February 9, 2018
Freezing orders and seize and search injunctions – what you need to know
Contract law is complex and multifaceted. Our team of barristers has considerable experience of commercial disputes at all levels and will be able to help you understand and take relevant action on any challenges you might be facing.
Our overview of freezing orders and search and seize orders reveals some of the complexities.
What are freezing orders and search and seize orders?
Freezing orders and search and seize orders are aggressive and expensive steps in litigation. Some important points to note:
- Both orders are injunctions, that is, an order of a judge telling someone to do or not do something.
- Refusing to obey an injunction is contempt of court.
A freezing order freezes a person’s assets to prevent them being disposed of, so that they will be available to pay a court judgment. If an injunction is granted, the defendant will be ordered to make a statement disclosing his assets. After the first “without notice” hearing a second, “with notice” hearing will take place within 14 days. The defendant will be present and can say to the judge that the order ought not to have been made at all, or is too wide and should be limited in amount. You can see a specimen order here.
A search and seize order is a very serious and even more aggressive injunction which can only be made in the High Court. These are often carried out early in the morning and commonly known as “dawn raids”. The aim is to preserve evidence or property relevant to court proceedings. The defendant is ordered to let the applicant’s solicitors enter premises, search them for anything named in the order and to take photos and samples. An expert will search computers. Often the defendant will also be ordered to disclose where things are. To obtain a search and seize order you need an extremely strong case at first sight, very serious damage for you, clear evidence of possession of something incriminating, a real possibility of destruction of that thing, and likelihood that the harm caused by the order will be proportionate to the object of the order. It is extremely time consuming and expensive to prepare to apply for the order and to carry it out. You can find a specimen order here.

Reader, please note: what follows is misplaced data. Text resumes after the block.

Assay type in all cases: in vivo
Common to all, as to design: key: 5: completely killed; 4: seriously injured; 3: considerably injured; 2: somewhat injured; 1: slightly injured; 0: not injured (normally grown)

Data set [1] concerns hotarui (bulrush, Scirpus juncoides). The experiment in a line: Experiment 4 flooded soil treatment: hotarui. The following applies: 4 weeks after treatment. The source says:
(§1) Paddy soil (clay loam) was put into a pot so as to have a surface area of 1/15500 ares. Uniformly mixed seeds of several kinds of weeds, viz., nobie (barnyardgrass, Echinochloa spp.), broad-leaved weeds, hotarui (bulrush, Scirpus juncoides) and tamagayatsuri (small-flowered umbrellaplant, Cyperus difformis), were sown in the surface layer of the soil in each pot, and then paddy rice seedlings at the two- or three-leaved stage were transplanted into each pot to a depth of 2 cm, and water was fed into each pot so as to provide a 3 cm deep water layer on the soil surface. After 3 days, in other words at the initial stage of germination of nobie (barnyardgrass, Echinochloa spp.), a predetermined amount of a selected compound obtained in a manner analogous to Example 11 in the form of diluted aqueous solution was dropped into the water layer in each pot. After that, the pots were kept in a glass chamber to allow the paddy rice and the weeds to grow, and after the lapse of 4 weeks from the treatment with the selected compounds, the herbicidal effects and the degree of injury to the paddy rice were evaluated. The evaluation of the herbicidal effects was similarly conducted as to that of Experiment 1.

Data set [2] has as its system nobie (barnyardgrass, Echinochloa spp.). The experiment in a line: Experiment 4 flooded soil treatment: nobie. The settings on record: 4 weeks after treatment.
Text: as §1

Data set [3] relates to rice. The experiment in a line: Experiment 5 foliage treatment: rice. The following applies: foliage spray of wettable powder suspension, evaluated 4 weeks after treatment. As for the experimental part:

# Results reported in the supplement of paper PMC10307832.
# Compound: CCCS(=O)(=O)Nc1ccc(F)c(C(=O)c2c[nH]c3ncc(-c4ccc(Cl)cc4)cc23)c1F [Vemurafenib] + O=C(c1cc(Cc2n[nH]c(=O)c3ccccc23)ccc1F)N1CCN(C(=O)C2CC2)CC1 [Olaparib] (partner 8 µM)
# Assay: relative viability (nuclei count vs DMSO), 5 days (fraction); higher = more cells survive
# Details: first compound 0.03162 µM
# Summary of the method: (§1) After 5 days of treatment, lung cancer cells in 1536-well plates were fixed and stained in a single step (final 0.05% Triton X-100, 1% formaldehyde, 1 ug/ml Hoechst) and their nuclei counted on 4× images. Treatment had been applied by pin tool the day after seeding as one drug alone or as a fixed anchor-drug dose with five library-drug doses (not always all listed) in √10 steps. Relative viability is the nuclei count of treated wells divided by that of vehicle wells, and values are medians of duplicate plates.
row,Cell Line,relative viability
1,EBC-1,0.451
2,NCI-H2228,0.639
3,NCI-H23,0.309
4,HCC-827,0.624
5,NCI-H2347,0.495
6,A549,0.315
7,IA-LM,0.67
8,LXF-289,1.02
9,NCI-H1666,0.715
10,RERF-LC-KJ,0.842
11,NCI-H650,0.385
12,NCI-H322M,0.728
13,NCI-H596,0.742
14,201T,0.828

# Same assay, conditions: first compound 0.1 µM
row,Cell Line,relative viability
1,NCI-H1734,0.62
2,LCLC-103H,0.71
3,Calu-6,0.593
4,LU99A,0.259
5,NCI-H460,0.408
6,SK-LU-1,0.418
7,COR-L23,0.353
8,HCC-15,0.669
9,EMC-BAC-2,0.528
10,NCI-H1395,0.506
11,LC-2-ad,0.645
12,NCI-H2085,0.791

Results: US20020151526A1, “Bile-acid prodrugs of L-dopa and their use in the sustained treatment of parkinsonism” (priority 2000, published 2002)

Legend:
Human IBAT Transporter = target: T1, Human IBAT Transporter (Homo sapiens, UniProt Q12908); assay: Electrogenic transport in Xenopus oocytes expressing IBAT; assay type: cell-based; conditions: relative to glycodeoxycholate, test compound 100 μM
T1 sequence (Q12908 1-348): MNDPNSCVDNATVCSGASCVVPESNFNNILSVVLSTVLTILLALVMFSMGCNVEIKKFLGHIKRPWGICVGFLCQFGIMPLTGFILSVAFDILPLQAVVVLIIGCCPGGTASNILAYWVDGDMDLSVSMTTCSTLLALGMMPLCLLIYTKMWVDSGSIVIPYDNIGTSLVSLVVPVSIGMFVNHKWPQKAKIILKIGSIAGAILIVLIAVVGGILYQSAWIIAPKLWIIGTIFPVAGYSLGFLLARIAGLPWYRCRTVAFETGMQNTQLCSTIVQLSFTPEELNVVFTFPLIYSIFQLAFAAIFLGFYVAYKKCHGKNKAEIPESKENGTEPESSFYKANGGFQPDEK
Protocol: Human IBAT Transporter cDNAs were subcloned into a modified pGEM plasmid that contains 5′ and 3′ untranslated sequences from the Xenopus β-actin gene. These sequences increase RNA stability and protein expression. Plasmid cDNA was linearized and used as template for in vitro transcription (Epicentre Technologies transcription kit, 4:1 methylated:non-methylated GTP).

What does the procedure involve?
The procedure for both is that an application notice with draft order is issued, a fee paid, and an affidavit supporting it is made for the court to consider. This happens at a hearing which takes place without notice to the defendant.
Full and frank disclosure of all relevant facts is required – and if it is not given, any injunction may not stand. An applicant must give the court an undertaking – or solemn promise – to pay the defendant for any damage caused by the order. If there is not already a legal claim underway the applicant will have to start one immediately and pay a fee depending on the amount claimed.
What legal expertise is necessary?
All the drafting of court papers in either of these cases demands specific legal expertise and this is where our team can help. Our barristers, with their considerable experience in these matters, will also be able to represent you in court. And in carrying out these orders you will need experienced solicitors with specialist knowledge whom we can help you to find.
Our barristers are able to tackle the most challenging commercial cases. To instruct one of our legal team, first read our simple step-by-step guide, then get in touch with the clerks in our central Brighton office who will be able to advise you on what to do next.
By Paul Ashwell | Contracts and Debt Recovery
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